Thursday, May 23, 2013

Obama's invitation to collaborate

There's a lot to talk about in the President's far-ranging speech on dealing with terrorists, including such matters as presidential war powers, drone policy, lethal targeting of Americans, Benghazi, Boston, and prosecution of leaks of classified information.  What I think is most promising is this:

Now, all these issues remind us that the choices we make about war can impact, in sometimes unintended ways, the openness and freedom on which our way of life depends. And that is why I intend to engage Congress about the existing Authorization to Use Military Force, or AUMF, to determine how we can continue to fight terrorism without keeping America on a perpetual wartime footing.

The AUMF is now nearly twelve years old. The Afghan War is coming to an end. Core al-Qaida is a shell of its former self. Groups like AQAP must be dealt with, but in the years to come, not every collection of thugs that labels themselves al-Qaida will pose a credible threat to the United States. Unless we discipline our thinking, our definitions, our actions, we may be drawn into more wars we don’t need to fight or continue to grant presidents unbound powers more suited for traditional armed conflicts between nation states.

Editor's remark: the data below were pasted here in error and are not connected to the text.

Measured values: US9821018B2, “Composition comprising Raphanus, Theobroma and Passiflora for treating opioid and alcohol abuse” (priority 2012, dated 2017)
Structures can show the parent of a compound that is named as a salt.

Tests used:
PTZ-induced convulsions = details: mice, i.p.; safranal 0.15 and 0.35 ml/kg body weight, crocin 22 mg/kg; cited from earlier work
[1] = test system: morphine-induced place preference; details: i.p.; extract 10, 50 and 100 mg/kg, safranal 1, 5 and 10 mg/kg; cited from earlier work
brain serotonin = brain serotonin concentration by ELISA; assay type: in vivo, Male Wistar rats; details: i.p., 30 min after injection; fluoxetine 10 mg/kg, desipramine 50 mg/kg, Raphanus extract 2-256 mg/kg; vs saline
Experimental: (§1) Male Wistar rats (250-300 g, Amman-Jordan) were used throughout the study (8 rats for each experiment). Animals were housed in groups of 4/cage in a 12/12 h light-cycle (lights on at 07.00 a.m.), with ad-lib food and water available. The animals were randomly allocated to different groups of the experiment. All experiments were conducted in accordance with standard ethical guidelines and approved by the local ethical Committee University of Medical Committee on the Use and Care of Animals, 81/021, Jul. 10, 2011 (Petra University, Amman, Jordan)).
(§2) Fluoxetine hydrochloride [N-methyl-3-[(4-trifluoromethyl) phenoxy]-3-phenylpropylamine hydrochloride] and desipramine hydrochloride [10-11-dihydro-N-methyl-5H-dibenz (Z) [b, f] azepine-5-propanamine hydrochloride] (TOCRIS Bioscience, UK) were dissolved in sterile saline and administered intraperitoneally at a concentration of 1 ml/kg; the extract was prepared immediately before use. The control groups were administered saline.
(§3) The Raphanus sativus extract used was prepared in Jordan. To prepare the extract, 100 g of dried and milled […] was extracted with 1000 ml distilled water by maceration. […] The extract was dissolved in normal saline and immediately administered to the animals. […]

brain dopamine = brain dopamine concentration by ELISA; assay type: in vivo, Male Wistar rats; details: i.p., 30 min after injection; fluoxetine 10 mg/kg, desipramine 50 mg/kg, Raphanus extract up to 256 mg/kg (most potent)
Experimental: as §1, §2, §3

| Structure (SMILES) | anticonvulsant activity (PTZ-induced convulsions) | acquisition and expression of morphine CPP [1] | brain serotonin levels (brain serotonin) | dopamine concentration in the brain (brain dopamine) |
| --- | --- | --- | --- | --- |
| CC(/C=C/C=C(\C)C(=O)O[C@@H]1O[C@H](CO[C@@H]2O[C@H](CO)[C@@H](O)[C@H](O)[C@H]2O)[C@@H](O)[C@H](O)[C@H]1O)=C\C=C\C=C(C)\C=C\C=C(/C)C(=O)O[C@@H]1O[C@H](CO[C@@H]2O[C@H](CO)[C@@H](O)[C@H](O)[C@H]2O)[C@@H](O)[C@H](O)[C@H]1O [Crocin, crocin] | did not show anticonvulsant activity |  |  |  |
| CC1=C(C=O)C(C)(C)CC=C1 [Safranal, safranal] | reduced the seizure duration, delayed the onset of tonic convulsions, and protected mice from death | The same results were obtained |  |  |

So I look forward to engaging Congress and the American people in efforts to refine and ultimately repeal the AUMF’s mandate. And I will not sign laws designed to expand this mandate further. Our systematic effort to dismantle terrorist organizations must continue. But this war, like all wars, must end. That’s what history advises. It’s what our democracy demands.
The 2001 law was consciously limited to those involved with the 9/11 attacks or linked to them. Something needs to be done to deal with continuing threats by groups that are not specifically associated with al Qaeda or only vaguely linked to them. The President  has opened the door for congressional involvement. That's good. I hope they get together and work out a reasonable system for handling these issues.

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